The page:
Wednesday, September 28, 2005

Levin on Delay Indictment: "I can't find a single sentence tying Tom DeLay to a crime"



Men in Black author, Mark Levin, today dismissed the charges against Delay as baseless and politically motivated:

"I honestly believe that unless there's more, this is an egregious abuse of prosecutorial power. It's a disgrace. I understand that not everything has to be contained in an indictment, but how about something!"
Peter Flaherty of The American Spectator details the long history of partisan smear from Prosecutor Ronnie Earle's office and how Travis County Democrats have perfected the art of character assasination:
"All roads in the CBS memo scandal traverse Travis County. Dan Rather was the special guest at a 2001 fundraiser for the Travis County Democratic Party, and his daughter is active in the organization. Former National Guardsman Bill Burkett, the unstable Bush-baiter, who now claims he was the source of the forged documents, is represented (and many believe directed) by David Van Os, the former Travis County Democratic Party chairman.

Now Travis County district attorney Ronnie Earle, a Democrat with a history of bringing politically motivated indictments, has indicted three DeLay aides who ran a political action committee called Texans for a Republican Majority PAC. Perhaps recognizing that indicting DeLay himself 41 days before an election would be just too transparent, Earle instead indicted the three underlings for allegedly directing corporate contributions to Texas legislative candidates in 2002."

2 Comments:

Anonymous Conservatives Sucketh said...

"Even though DeLay has nothing to do with Frist, and Frist has nothing to do with Abramoff, how does it look? Not good," said William Kristol, a key conservative strategist and editor of The Weekly Standard.

At the same time, the White House is grappling with a criminal investigation into whether anyone leaked the name of a C.I.A. operative, an inquiry that has brought both Karl Rove, Mr. Bush's top political adviser, and I. Lewis Libby, chief of staff to Vice President Dick Cheney, before a grand jury.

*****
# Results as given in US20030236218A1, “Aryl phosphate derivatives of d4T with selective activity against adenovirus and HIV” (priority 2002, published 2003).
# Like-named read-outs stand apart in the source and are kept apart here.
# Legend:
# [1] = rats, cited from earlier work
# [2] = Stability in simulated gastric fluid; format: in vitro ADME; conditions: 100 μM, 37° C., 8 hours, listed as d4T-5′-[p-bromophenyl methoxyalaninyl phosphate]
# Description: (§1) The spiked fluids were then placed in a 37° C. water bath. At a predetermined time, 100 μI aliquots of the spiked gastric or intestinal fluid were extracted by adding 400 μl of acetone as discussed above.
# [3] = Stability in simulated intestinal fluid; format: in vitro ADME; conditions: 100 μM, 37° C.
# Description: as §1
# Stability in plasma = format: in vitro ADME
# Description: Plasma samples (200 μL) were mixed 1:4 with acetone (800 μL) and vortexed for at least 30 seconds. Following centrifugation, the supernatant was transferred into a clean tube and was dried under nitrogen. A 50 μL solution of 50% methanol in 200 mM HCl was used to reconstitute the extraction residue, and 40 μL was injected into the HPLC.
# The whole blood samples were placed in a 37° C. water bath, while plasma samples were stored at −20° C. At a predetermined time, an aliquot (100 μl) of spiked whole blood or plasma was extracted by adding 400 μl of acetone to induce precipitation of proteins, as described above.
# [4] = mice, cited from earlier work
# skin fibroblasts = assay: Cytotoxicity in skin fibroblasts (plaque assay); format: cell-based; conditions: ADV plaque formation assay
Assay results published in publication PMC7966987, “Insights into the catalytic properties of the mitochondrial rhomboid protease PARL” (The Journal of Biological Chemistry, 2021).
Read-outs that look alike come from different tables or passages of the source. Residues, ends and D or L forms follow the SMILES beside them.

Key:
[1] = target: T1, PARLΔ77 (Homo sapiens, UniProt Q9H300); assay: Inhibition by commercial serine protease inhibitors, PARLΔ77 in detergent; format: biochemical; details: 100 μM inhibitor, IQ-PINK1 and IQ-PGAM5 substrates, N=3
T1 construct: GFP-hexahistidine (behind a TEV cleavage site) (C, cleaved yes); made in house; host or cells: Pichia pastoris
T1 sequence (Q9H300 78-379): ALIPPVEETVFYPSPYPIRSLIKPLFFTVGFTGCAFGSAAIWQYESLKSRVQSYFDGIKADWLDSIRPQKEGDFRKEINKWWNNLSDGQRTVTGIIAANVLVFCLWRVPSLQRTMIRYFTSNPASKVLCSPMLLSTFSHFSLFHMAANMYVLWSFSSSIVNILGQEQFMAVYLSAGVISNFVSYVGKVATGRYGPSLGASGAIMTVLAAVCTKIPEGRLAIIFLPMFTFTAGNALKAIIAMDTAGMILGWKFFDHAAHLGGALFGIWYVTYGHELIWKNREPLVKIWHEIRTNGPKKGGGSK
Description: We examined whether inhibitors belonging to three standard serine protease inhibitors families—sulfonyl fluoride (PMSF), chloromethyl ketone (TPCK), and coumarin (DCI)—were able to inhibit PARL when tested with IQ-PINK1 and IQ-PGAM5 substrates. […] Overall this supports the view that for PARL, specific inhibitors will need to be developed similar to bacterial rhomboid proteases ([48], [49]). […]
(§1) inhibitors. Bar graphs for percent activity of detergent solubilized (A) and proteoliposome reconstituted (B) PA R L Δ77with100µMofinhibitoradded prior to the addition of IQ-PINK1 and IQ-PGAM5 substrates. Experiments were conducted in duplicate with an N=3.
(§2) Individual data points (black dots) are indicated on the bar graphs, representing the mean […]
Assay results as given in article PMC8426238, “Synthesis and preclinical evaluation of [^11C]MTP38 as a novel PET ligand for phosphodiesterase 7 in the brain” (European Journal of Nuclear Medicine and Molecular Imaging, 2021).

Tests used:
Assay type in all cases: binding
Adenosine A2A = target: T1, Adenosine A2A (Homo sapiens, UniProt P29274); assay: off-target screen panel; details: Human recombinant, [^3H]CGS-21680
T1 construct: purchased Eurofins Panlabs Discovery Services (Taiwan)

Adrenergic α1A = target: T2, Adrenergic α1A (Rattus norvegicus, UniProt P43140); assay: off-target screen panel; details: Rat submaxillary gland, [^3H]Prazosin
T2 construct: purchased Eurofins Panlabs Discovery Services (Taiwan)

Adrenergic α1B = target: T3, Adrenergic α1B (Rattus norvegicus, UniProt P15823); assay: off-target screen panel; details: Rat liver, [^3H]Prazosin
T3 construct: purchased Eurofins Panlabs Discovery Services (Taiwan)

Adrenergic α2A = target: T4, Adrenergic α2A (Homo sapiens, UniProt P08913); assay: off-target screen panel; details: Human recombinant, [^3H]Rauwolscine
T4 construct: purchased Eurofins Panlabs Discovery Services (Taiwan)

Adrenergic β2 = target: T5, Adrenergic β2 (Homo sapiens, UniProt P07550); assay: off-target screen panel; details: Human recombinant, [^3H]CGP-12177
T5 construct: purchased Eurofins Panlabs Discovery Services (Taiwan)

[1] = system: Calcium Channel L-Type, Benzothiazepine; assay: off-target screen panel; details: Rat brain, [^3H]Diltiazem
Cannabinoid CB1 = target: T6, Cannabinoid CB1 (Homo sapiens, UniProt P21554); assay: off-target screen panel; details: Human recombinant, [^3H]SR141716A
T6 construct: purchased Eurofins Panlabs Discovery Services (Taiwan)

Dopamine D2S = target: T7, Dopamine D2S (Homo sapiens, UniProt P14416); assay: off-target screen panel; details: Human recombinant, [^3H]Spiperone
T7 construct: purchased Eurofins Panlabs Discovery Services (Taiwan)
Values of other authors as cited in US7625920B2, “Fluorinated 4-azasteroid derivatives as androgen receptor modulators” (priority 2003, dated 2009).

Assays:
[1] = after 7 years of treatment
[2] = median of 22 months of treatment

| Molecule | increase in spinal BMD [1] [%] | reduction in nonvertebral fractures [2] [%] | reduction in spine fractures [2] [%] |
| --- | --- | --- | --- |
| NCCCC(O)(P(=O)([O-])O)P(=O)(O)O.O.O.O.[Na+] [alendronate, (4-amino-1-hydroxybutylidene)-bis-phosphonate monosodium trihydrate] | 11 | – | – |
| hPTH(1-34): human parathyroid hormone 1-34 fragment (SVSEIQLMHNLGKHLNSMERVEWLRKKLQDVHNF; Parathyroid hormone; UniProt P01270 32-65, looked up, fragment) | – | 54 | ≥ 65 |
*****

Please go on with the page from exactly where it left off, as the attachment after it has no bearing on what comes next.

And the administration is struggling to steady itself after the slow response to Hurricane Katrina and defend itself against sweeping accusations of incompetence and cronyism in domestic security.

Joe Gaylord, a longtime Republican consultant and an adviser to Newt Gingrich when he was House speaker, said, "When you couple Iraq, Katrina, DeLay in the House, Frist in the Senate," and other ethical flaps, "it looks like 10 years is a long time for a party to be in power."

from your favorite, the NYTimes...

9/29/2005 12:56:00 PM  
Anonymous jesus said...

While Earle is an elected Democrat, as Media Matters for America has previously noted, a March 17* editorial in the Houston Chronicle commended his work: "During his long tenure, Travis County District Attorney Ronnie Earle has prosecuted many more Democratic officials than Republicans. The record does not support allegations that Earle is prone to partisan witch hunts." This assertion supports Earle's own claim about his record; a March 6 article in the El Paso Times reported: "Earle says local prosecution is fundamental and points out that 11 of the 15 politicians he has prosecuted over the years were Democrats."

9/29/2005 04:12:00 PM  

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